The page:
Monday, November 30, 2015

Archive: December, 2011

POSTED: Friday, December 16, 2011, 3:07 PM

With its November satellite-temperature report, NASA scientists John Christy and Roy Spencer include a review of what the data show over the last 33 years.

They report a worldwide temperature increase of about 0.82 degrees Fahrenheit, with warming showing up just about everywhere. 

One exception is the slight cooling in the Antarctic, but the Arctic has been on fire, with temperatures up better than 3 degrees.

POSTED: Thursday, December 15, 2011, 2:09 PM

Last month was one of the warmest Novembers ever in Philadelphia, but globally it was the coolest November since 2000, according to the government.

The National Oceanic and Atmopsheric Administration reported this afternoon that last month was about a half-degree cooler worldwide than November 2011.

But the combined land-and-sea temperature still ranked as the 12th warmest for a November in the period of record that dates to 1880.

POSTED: Thursday, December 15, 2011, 5:26 PM

Unlike the weather, KYW Newsradio ordinarily is a paragon of predictability ... you give us 22 minutes ... traffic on the 2's ... and now KYW Sports ... .

Thus we've found it somewhat jarring in recent days when we heard KYW weather reports attributed to CBS3.

KYW and Accu-Weather have had a partnership that dates back over 35 years. After all, Joel Myers, the company's founder, and broadcasting icon Elliot Abrams are Philly natives.

POSTED: Wednesday, December 14, 2011, 4:20 PM

When the official temperature dropped below 30 yesterday, it marked the first time since last Feb. 9-11 that it had fallen into the 20s in Philadelphia on three consecutive days.

That cool spell is over, but it has left a subtle legacy. Ice again is appearing on the rocks along the Schuylkill Expressway between Gladwyne and Conshohocken.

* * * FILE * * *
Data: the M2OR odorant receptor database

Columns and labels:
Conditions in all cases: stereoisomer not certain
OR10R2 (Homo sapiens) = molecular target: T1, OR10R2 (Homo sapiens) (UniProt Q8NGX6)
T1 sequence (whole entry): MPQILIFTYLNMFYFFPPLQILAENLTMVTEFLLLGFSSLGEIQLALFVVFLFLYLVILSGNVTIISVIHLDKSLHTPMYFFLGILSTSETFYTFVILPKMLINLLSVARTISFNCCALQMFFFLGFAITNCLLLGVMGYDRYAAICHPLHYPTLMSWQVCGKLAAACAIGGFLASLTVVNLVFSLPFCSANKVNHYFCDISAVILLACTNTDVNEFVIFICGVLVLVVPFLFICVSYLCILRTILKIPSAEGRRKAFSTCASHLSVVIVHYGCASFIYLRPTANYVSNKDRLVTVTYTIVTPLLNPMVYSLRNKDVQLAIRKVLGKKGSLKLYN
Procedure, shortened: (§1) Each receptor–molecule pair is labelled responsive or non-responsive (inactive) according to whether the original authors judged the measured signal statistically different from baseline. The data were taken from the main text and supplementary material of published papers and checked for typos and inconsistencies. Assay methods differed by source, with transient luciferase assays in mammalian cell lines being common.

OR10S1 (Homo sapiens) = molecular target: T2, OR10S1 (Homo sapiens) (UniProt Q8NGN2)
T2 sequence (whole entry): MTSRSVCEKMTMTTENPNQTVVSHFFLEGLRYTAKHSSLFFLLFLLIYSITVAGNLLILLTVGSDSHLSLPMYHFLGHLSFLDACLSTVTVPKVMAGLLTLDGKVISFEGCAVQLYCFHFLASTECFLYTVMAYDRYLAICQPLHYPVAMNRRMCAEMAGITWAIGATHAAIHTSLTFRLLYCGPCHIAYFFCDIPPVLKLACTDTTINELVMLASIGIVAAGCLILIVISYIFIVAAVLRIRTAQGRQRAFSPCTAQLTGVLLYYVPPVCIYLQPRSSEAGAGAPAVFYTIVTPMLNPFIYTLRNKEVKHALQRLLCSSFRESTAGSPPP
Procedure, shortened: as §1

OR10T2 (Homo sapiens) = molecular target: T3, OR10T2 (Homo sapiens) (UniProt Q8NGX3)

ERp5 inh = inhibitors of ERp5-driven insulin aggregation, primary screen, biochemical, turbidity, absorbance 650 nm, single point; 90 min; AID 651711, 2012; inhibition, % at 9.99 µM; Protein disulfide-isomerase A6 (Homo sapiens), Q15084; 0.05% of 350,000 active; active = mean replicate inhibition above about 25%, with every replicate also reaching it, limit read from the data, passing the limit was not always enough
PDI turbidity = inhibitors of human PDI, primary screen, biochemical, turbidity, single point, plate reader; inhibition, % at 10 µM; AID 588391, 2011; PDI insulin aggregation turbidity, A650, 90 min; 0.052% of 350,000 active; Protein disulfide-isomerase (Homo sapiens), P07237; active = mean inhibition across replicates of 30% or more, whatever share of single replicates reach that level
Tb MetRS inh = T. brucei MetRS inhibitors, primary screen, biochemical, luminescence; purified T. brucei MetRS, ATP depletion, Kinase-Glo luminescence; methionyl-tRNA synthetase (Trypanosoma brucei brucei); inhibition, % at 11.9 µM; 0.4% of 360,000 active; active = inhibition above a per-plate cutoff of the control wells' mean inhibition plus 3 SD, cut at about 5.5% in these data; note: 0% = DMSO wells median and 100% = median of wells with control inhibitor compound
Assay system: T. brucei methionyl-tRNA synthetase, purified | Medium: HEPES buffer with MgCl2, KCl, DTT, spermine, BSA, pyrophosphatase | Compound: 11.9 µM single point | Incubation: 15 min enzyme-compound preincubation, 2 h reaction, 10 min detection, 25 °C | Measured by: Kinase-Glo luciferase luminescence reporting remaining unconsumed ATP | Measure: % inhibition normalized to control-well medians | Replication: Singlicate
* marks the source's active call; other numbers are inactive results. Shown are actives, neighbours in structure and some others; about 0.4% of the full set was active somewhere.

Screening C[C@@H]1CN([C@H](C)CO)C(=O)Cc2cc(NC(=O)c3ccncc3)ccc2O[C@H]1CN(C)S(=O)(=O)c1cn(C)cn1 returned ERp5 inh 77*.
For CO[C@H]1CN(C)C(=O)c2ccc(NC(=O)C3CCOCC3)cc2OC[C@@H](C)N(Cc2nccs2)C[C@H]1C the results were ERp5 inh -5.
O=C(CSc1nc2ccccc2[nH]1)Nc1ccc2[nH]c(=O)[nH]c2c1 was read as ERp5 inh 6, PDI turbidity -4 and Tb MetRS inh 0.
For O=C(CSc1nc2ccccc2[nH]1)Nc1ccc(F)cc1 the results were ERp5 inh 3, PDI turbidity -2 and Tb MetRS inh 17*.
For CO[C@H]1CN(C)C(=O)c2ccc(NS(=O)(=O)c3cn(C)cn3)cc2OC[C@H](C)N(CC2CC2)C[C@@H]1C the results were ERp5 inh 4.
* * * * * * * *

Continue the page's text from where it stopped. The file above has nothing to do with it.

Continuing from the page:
This is a common wintertime phenomenon, and while it may seem a prosaic development to the casual observer, we note that this is all part of immense and almost unimaginable processes.

POSTED: Monday, December 12, 2011, 6:21 PM

Even with the generous frosts and the first samplings of temperatures in the the 20s the last two mornings, December remains better than 4 degrees above normal in Philadelphia.

Afternoons should be milder the next few days, until another modest chills sets in for the weekend.

But the region's first true cold snap -- which the National Weather Service defines as three consecutive days with temperatures failing to get above 35 -- is nowhere on the horizon.

POSTED: Wednesday, December 7, 2011, 10:20 AM

As Peter Mucha's story notes, flood watches are up all over the region, and evidently with good reason, even though the rain should be letting up for a few hours.

Montgomery County has advised the folks who live along the Schuylkill in West Norriton Township to get their duck boots ready.

It's unclear whether the rivers will go over, but it's not looking good for the usual-suspect streams in the frequent-flooder club.

POSTED: Tuesday, December 6, 2011, 12:18 PM

On a day when the temperature is heading into the '60s, computer models incongruously are hinting that some places near Philadelphia are going to wake up to a snow cover Thursday morning.

This should become clearer with model runs this evening, but right now it appears likely that at least some flakes are going to fall as the storm makes its exit.

After the storm passes, it will be moderately chilly, with below-normal daytime temperatures in the 40s into next week.

POSTED: Tuesday, December 6, 2011, 5:52 PM

The threat of any significant accumulating snow in the immediate Philadelphia area is a remote one, but heavy rain is all but a certainty.

The National Weather Service has posted a flood watch for Wednesday afternoon into Wednesday night for Philadelphia and all the neighboring counties in Pennsylvania, New Jersey, and Delaware.

River flooding isn't expected, but with up to 2.5 inches of rain anticipated, road-ponding and small-stream flooding are possible.

About this blog

Everyone talks about the weather, and here we write about it.

When we’re around and conditions warrant, we’ll keep you updated about what’s coming, but we will do our best always to discuss weather and climate developments in context and remind you that nothing in the atmosphere happens in a vacuum.

Tony Wood has been writing about the atmosphere for The Inquirer for 26 years.

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